The answer is yes, it is called a Pour over Will. There are a couple of reasons why you still have a will. The first reason you have a will is that is the document thatnominates the guardians for your minor children. I have seen attorneys nominate guardians in a revocable trust and that is really a bad idea. The reason is that the document that nominates the guardians has to be filed in court which then becomes public record, so if you have all of the details of your estate plan list all of your assets in your trust and you then file it with the court, you just turned your private family information into public record.
In the case of a pour over will, all that you really have is a skeleton will that says three simple things. First, you name the executor of the will. Next, you nominate the guardians for your minor children. Third is the pour over provision which simple says that if you failed to properly put an asset into your trust, then when you die, transfer that asset to the trust. Now the problem with the pour over will is that the asset has to go through the probate system but at least everything will eventually get to the trust and be managed according to the instructions that you stated in the trust.
What Does Power of Attorney Mean and How Does it Apply to an Estate Plan?
What a power of attorney basically means on the financial side is that I give someone the right to sign my name. The power of attorney can be very general, for instance allowing access to my bank accounts, my real estate, my 401(k), my life insurance,etc. Alternatively, the power of attorney can be very specific, that is called a limited power of attorney. For example, you can sign the checks on my bank account but you cannot do anything else.
The reason why you have a power of attorney is because if you become incapacitated, you want somebody to be able to manage your affairs. You can have the power of attorney effective the day you sign it or you can make it what is called a springing power of attorney. The springing power of attorney basically says that I name you today to be my agent but you can only sign for me if and when I become incapacitated and then it springs into action. That sounds like really a great idea, except how do you determine that you are incapacitated? That is where a springing power of attorney gets problematic.
I always tell my clients that powers of attorney are extremely dangerous documents because you are giving someone the right to sign your name. There is more elder abuse happening now because the power of attorney was not properly designed and structured to protect the creator and the grantor of the power of attorney. What I always tell my clients is that doing a power of attorney is not just an afterthought; it is something that you really need to be careful about because down the road, it can really cause you a lot of problems.
How Does One Go About Making Modifications in the Future?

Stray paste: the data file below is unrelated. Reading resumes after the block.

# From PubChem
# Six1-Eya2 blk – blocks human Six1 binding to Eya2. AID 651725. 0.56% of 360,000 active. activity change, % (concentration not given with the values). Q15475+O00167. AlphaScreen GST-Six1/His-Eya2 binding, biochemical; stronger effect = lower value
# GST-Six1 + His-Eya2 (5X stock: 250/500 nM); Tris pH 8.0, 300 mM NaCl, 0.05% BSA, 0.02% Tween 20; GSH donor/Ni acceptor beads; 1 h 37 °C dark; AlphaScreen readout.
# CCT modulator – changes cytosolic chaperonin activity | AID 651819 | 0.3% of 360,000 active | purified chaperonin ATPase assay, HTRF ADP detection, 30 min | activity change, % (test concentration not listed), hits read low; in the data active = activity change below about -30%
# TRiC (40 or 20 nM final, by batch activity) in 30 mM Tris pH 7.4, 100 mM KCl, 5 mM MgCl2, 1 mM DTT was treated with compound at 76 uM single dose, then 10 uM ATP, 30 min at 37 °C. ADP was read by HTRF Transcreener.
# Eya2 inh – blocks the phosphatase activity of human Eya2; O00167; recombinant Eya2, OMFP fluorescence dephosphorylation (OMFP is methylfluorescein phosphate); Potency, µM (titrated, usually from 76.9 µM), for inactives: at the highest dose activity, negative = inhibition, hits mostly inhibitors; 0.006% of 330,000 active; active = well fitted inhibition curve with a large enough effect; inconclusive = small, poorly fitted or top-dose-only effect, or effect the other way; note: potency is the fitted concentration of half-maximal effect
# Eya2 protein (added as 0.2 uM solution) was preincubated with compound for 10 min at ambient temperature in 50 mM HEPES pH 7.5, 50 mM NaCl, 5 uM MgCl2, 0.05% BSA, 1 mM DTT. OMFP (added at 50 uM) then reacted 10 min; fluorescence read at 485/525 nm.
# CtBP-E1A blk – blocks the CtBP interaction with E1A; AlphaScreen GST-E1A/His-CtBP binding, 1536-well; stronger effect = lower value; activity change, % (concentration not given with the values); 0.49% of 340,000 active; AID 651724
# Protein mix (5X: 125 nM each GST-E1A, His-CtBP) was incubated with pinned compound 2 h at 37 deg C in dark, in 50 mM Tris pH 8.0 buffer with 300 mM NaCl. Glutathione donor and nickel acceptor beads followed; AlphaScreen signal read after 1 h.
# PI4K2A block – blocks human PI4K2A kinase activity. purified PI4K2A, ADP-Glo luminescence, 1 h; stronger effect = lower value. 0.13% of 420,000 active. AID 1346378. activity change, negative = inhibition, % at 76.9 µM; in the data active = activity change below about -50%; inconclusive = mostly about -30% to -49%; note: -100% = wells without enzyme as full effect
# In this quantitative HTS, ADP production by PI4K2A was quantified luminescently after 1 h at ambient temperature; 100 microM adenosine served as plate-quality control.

With regards to a trust, as long as you keep it revocable, you can change it anytimethat you want to by executing an amendment to the trust which should be notarized. Generally, the items that get changed in the trust most often are who is going to receive the assets and when they are going to receive them; or who is going to be successor trustee when you die.
For example, initially because your kids were so young you set it up for them to get the money when they attain age 35. But now many years later you realize your kids are quite responsible and can get the money now if you were to die tomorrow. So you can execute an amendment and change those provisions to state that.
The other thing people generally want to change in the trust is who the trustee is, that is the person that is going to manage the money and the assets after you are gone. A lot of times, parents will have their family members or their best friend act as the trustee while the kids are young and then when the kids are old enough, the parents amend the trust and make the kids the trustee so that they donot have to deal with any outside parties in administering the estate. These are the kinds of things that people will normally modify in a revocable living trust.
In a will, generally it is something very similar, either changing who gets the money or who is the executor of the will. If you have a revocable trust, then the number one thing that the people usually change is who are the guardians because over a period of 10 to 15 years, when your kids are young, you think about having certain people like your parents to be the guardians but 10 or 15 years later, maybe your parents are a little bit older and you decide you want your brother or your sister or your best friend to be guardian. These are the things that you will change in the will.
In terms of assisting people with this, as an attorney, I assist my clients with making changes to their documentsIn terms of can you change a portion of your documents, then answer is that you can change anything you want, anytime you want, anyway you want because your documents are always revocable.
You can change one item in your will and leave the rest alone. If you do that, that’s called a codicil. A lot of times, people would just want to write a whole new will and just revoke the old will. You can do the same in a trust and that is called a trust amendment. What the amendment says basically is that this is my trust and it says all of the stuff I want and I just want to change this one particular provision that used to say this and it now says this. You sign and notarize the amendment and it is valid and it just modifies whatever provision in the trust that you wanted to change.
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